----Robin W. Lovin, Cary M. Maguire University Professor of Ethics, Southern Methodist University


“This is vintage Michael Perry. He addresses a big, fundamental, and timely issue: What are the moral convictions that should govern legislation and policy in a liberal democracy? He discusses the topic with verve, clarity, wide scope, and astounding learning; and both formulates general rules and analyzes specific cases. If you have been unsettled by attacks over the past several decades on our form of government, The Political Morality of Liberal Democracy is the book to read to quiet your doubts.”
--Nicholas Wolterstorff, Noah Porter Professor Emeritus of Philosophical Theology, Yale University


Michael Perry has written a powerful defense of liberal democracy and human rights—a defense grounded on religious faith. He finds secular defenses wanting. Both for religious supporters of liberal democracy and human rights and for secular supporters, Perry’s book is must reading. But the provocative chapters on such topics as religious freedom, abortion, same-sex unions, and the role of courts provide additional reasons to read this book.”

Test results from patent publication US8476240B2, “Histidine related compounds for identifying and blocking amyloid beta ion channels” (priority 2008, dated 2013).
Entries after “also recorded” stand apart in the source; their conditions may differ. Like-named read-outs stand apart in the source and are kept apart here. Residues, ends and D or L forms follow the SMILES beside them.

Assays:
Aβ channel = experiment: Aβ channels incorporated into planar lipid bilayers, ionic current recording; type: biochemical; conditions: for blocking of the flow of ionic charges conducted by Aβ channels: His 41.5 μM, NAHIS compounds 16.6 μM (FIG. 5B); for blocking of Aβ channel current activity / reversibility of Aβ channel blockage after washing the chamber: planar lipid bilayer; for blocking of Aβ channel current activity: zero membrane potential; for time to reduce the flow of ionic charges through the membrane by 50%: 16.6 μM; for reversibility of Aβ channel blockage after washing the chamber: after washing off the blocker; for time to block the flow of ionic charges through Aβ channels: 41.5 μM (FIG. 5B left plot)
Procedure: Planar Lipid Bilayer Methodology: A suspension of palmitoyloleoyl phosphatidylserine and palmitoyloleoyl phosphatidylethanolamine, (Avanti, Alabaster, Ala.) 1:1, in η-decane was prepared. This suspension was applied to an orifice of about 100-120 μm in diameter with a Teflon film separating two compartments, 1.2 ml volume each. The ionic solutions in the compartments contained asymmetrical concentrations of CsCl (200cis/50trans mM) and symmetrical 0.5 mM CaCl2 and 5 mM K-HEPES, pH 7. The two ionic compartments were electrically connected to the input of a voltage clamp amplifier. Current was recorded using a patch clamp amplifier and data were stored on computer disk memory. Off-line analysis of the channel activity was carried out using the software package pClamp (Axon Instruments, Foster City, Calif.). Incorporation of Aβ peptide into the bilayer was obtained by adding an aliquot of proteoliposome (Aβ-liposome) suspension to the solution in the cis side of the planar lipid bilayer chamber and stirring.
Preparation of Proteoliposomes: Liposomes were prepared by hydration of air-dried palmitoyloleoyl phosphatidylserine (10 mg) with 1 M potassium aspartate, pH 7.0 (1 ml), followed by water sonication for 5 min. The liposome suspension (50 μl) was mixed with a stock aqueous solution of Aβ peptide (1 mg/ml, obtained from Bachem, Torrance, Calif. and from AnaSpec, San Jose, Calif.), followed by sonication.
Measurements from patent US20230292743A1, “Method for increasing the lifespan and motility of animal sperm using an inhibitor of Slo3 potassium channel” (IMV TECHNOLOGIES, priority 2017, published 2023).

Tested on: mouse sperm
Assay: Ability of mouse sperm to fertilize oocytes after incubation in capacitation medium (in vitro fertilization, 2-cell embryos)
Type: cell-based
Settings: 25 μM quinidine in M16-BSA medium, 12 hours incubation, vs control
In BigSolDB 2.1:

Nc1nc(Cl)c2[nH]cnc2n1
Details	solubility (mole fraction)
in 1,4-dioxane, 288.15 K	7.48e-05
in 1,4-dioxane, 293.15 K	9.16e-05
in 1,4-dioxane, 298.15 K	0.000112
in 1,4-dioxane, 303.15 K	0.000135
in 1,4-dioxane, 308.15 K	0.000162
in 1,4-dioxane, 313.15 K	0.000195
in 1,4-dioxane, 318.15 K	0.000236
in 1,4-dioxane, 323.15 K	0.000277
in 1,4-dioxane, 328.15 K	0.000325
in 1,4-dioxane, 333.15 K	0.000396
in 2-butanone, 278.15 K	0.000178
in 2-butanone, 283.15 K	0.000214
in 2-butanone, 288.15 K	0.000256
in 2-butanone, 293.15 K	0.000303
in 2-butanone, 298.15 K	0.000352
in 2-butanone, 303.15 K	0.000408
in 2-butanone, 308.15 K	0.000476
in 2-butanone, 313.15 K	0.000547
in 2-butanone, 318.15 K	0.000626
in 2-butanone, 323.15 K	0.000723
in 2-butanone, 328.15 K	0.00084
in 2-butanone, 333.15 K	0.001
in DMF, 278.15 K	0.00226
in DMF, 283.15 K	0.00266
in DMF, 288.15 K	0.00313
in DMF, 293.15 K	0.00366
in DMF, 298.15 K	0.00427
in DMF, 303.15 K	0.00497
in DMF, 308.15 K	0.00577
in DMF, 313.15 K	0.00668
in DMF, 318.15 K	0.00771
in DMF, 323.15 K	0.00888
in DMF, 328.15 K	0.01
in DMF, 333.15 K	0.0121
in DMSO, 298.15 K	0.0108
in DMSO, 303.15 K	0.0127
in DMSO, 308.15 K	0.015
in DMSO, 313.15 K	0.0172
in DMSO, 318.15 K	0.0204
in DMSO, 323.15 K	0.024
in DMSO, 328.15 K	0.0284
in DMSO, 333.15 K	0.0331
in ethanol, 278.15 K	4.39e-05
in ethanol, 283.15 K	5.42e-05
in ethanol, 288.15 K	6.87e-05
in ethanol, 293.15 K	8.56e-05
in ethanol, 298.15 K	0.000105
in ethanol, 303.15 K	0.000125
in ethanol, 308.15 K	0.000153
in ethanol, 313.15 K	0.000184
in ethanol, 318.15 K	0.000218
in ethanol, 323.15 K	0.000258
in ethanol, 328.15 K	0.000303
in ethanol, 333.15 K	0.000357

--Lawrence A. Alexander, Warren Distinguished Professor of Law, University of San Diego


“Michael Perry is widely recognized for his major contributions to our understanding of law, morality, and religion, and especially of the grounding, content, implications, and judicial enforcement of constitutionally entrenched human rights. The Political Morality of Liberal Democracy should be of interest to every conscientious citizen.”
--Richard George Wright, Lawrence A. Jegen Professor of Law, Indiana University School of Law -- Indianapolis


"The literature on religion and public discourse and policy is now very considerable, and overwhelming American. Most of it has been written by philosophers and theologians. Michael Perry, however, makes a distinctive contribution in writing as an expert in constitutional law. This is a clearly written, logically organized, accessible, original book on an important and topical issue."
--Nigel Biggar, Regius Professor of Moral and Pastoral Theology, University of Oxford


"Focuses on abortion and same-sex unions in a study of the political role of religion in liberal democracies..."